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Ukraine's Greek Catholic Church stares down government, and wins

President Viktor Yanukovych offers church an olive branch, saying religions should be able to offer services anywhere after threats from culture ministry.

Ukraine greek catholic church kiev protests 12 2013Enlarge
A Ukrainian Greek Catholic Church priest holds a crucifix outside a tent church in Kiev's Independence Square on December 7, 2013. (AFP/AFP/Getty Images)

Perhaps sensing inevitable backlash, President Viktor Yanukovych has offered an olive branch to the Ukrainian Greek Catholic Church by saying religions should be able to offer services anywhere.

The president’s press office issued the statement Tuesday after Ukraine’s Culture Ministry sent a warning letter to church officials about their work with pro-EU demonstrators.

“People should have the right to pray where they wish,” Yanukovych said, according to the presidential press service.

“We need to relax the legislation requirements and ensure believers have an opportunity to pray where they wish.”

The culture ministry sent the letter to church officials saying they’re breaking the law by offering outdoor services to protesters, Agence France-Presse reported.

Upset Ukrainians have besieged Kiev’s Independence Square, or the Maidan, for two months after the government abruptly rejected an agreement with the European Union in favor of ties with Russia.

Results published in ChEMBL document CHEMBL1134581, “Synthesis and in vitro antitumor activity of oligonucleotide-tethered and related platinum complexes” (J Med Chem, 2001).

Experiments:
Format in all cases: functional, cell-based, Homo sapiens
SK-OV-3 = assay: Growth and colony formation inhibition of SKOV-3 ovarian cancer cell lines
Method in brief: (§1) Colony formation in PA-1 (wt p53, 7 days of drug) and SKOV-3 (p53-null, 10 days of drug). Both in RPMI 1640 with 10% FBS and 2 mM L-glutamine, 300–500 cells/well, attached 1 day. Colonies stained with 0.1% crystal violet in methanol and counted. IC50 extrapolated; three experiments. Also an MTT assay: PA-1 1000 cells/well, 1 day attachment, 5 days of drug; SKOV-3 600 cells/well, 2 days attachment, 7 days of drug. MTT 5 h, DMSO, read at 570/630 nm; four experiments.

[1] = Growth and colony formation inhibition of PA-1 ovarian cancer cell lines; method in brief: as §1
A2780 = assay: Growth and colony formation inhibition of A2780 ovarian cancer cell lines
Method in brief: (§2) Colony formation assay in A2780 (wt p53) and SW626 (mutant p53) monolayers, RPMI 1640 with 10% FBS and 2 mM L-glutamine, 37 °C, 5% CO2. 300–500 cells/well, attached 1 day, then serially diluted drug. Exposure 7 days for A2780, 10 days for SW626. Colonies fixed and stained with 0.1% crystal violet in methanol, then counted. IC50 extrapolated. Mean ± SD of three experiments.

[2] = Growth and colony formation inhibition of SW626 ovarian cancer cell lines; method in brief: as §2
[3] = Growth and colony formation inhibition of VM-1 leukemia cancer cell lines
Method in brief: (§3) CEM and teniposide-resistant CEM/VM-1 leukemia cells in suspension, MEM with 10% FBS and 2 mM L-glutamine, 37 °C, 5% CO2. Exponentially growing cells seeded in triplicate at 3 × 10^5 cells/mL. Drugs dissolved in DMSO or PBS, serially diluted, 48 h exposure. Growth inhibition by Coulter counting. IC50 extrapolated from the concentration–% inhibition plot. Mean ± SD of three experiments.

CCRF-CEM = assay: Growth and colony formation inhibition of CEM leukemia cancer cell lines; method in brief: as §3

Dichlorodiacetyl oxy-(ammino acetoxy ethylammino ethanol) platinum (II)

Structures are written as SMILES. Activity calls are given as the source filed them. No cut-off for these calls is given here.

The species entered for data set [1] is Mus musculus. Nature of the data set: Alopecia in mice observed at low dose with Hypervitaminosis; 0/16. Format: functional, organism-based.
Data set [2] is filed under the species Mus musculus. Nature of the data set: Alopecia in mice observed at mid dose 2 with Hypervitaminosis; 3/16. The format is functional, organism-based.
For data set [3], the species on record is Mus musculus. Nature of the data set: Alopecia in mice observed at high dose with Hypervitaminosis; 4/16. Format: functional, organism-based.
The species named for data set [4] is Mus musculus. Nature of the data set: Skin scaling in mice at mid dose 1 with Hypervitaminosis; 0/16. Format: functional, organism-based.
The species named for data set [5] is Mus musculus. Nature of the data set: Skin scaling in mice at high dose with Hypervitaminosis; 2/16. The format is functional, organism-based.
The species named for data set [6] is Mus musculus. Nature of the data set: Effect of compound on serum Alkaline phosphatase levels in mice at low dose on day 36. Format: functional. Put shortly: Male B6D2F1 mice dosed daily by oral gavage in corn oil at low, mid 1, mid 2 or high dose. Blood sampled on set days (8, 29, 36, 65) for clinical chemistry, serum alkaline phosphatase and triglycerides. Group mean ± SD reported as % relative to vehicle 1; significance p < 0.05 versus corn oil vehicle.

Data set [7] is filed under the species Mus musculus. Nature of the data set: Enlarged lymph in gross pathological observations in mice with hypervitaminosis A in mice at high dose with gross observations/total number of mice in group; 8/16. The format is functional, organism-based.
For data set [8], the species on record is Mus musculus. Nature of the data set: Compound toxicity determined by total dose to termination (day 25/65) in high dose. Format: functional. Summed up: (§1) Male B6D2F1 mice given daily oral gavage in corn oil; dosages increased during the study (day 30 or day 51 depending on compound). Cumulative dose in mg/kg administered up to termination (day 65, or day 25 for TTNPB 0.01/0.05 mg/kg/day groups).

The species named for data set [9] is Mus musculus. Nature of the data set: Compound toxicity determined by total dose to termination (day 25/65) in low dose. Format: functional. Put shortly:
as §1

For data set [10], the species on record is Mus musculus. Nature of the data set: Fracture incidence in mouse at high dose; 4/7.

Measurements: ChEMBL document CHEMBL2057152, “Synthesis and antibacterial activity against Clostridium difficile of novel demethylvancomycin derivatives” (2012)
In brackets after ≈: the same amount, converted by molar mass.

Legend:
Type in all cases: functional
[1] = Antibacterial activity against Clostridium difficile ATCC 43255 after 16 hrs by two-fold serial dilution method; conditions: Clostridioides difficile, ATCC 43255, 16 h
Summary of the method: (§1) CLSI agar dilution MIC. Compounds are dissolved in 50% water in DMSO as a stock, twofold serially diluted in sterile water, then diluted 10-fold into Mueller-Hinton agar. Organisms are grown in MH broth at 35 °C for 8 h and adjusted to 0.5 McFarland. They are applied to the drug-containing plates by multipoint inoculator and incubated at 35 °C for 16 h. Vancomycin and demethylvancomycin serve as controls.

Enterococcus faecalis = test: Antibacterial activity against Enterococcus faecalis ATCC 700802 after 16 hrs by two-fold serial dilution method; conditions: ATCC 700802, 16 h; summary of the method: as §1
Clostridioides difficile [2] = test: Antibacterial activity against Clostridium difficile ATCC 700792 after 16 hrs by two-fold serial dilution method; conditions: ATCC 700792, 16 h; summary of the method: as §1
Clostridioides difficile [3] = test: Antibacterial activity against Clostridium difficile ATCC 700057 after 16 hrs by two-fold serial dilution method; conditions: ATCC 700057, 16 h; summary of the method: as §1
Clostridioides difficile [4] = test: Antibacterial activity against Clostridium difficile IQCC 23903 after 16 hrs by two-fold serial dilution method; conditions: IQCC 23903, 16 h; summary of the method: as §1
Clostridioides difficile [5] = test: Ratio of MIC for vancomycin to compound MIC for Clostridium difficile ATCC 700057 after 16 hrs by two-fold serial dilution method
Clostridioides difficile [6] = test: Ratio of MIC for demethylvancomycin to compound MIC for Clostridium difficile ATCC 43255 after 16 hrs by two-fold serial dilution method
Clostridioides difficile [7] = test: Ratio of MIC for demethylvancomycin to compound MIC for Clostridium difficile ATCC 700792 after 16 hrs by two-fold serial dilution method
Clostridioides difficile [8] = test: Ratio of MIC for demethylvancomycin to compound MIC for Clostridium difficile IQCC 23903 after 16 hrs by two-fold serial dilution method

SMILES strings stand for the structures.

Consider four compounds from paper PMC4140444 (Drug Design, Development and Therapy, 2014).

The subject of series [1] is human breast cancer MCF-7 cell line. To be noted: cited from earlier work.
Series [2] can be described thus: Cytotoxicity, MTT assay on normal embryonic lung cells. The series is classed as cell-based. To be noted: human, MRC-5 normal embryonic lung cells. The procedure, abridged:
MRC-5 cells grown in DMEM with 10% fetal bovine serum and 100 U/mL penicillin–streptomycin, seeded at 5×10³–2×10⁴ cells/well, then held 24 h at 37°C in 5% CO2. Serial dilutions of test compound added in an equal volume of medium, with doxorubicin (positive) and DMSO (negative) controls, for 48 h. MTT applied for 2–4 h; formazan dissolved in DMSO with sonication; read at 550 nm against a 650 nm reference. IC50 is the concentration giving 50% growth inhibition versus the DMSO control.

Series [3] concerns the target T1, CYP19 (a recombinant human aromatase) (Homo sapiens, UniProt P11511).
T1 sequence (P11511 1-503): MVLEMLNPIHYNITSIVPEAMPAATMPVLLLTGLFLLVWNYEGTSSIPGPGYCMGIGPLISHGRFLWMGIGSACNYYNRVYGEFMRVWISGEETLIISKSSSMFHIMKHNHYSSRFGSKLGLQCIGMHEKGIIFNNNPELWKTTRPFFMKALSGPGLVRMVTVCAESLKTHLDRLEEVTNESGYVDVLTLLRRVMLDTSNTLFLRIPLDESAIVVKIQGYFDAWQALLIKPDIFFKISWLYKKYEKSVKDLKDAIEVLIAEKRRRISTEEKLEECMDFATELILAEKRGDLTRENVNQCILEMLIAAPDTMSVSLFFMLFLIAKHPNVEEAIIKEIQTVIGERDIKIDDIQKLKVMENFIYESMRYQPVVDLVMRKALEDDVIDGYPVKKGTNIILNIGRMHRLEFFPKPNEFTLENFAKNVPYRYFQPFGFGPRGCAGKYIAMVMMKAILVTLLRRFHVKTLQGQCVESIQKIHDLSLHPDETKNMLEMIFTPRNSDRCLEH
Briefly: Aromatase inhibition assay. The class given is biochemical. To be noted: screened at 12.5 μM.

The Greek Catholic Church has erected tents in the square where people can pray, give confession or even have babies baptized.

The letter to Major Archbishop Sviatoslav Shevchuk reminded him that it’s illegal to hold services outside a church.

“We thought that the prosecution of priests was a thing of the past,” Shevchuk said in response, according to AFP.

On the UGCC website, Shevchuk said the church is playing an essential role in preventing human rights abuses.

He also called for “honest and open dialogue.”

“Our church has always been true and will remain so for the future despite any threats,” the website reads.

The church dates back centuries and is unique in that it embraces Byzantine traditions and the Roman Catholic Church.

It was forced underground in the early 20th century as a threat to Soviet rule. Hundreds of UGCC clergy were sent to Soviet gulags for refusing to embrace the Russian Orthodox Church.

The church appears to be bolstering protester resolve today. Since Ukrainian independence in 1991, the Greek Catholic Church has witnessed something of a renaissance.

AFP says it boasts 5.5 million followers, or about 12 percent of the population. 

http://www.globalpost.com/dispatch/news/regions/europe/140115/ukraines-greek-catholic-church-stares-down-government-and-wins